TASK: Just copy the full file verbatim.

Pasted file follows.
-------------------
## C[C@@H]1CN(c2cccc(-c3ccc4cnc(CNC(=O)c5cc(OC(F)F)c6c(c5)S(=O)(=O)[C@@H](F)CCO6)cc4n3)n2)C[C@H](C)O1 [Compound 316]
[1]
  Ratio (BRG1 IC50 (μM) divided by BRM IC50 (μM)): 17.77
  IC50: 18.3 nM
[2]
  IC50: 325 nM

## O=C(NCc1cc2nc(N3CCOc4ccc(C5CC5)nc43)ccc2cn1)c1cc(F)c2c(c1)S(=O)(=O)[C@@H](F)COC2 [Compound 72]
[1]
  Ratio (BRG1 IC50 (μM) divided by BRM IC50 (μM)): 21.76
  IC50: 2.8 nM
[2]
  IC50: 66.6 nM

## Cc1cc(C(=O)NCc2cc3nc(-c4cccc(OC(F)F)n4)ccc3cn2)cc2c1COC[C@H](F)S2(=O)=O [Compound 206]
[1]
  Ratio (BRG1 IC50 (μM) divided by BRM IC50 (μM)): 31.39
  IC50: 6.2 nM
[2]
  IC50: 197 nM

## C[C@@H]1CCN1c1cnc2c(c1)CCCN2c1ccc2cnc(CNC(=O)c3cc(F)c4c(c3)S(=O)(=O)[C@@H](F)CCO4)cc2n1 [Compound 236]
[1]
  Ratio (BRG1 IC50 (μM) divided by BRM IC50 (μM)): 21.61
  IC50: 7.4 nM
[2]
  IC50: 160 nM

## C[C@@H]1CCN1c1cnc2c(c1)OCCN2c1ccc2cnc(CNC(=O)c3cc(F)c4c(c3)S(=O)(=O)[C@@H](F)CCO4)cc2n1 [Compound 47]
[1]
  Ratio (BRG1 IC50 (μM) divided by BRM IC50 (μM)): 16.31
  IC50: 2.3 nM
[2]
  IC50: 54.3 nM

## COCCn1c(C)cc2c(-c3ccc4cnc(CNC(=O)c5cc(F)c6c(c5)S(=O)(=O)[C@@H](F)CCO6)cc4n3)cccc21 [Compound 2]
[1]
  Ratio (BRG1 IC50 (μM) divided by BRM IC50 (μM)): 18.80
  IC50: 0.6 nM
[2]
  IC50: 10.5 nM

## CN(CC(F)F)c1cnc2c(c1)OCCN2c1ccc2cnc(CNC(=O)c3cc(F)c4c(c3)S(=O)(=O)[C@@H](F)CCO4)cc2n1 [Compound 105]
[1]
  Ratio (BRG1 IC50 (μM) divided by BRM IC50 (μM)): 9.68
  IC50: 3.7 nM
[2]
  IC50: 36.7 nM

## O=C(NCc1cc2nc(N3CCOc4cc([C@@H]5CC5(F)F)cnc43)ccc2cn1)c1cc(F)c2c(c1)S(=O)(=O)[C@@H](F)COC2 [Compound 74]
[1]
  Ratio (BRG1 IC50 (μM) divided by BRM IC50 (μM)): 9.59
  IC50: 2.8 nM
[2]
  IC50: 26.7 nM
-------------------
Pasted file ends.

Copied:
## C[C@@H]1CN(c2cccc(-c3ccc4cnc(CNC(=O)c5cc(OC(F)F)c6c(c5)S(=O)(=O)[C@@H](F)CCO6)cc4n3)n2)C[C@H](C)O1 [Compound 316]
[1]
  Ratio (BRG1 IC50 (μM) divided by BRM IC50 (μM)): 17.77
  IC50: 18.3 nM
[2]
  IC50: 325 nM

## O=C(NCc1cc2nc(N3CCOc4ccc(C5CC5)nc43)ccc2cn1)c1cc(F)c2c(c1)S(=O)(=O)[C@@H](F)COC2 [Compound 72]
[1]
  Ratio (BRG1 IC50 (μM) divided by BRM IC50 (μM)): 21.76
  IC50: 2.8 nM
[2]
  IC50: 66.6 nM

## Cc1cc(C(=O)NCc2cc3nc(-c4cccc(OC(F)F)n4)ccc3cn2)cc2c1COC[C@H](F)S2(=O)=O [Compound 206]
[1]
  Ratio (BRG1 IC50 (μM) divided by BRM IC50 (μM)): 31.39
  IC50: 6.2 nM
[2]
  IC50: 197 nM

## C[C@@H]1CCN1c1cnc2c(c1)CCCN2c1ccc2cnc(CNC(=O)c3cc(F)c4c(c3)S(=O)(=O)[C@@H](F)CCO4)cc2n1 [Compound 236]
[1]
  Ratio (BRG1 IC50 (μM) divided by BRM IC50 (μM)): 21.61
  IC50: 7.4 nM
[2]
  IC50: 160 nM

## C[C@@H]1CCN1c1cnc2c(c1)OCCN2c1ccc2cnc(CNC(=O)c3cc(F)c4c(c3)S(=O)(=O)[C@@H](F)CCO4)cc2n1 [Compound 47]
[1]
  Ratio (BRG1 IC50 (μM) divided by BRM IC50 (μM)): 16.31
  IC50: 2.3 nM
[2]
  IC50: 54.3 nM

## COCCn1c(C)cc2c(-c3ccc4cnc(CNC(=O)c5cc(F)c6c(c5)S(=O)(=O)[C@@H](F)CCO6)cc4n3)cccc21 [Compound 2]
[1]
  Ratio (BRG1 IC50 (μM) divided by BRM IC50 (μM)): 18.80
  IC50: 0.6 nM
[2]
  IC50: 10.5 nM

## CN(CC(F)F)c1cnc2c(c1)OCCN2c1ccc2cnc(CNC(=O)c3cc(F)c4c(c3)S(=O)(=O)[C@@H](F)CCO4)cc2n1 [Compound 105]
[1]
  Ratio (BRG1 IC50 (μM) divided by BRM IC50 (μM)): 9.68
  IC50: 3.7 nM
[2]
  IC50: 36.7 nM

## O=C(NCc1cc2nc(N3CCOc4cc([C@@H]5CC5(F)F)cnc43)ccc2cn1)c1cc(F)c2c(c1)S(=O)(=O)[C@@H](F)COC2 [Compound 74]
[1]
  Ratio (BRG1 IC50 (μM) divided by BRM IC50 (μM)): 9.59
  IC50: 2.8 nM
[2]
  IC50: 26.7 nM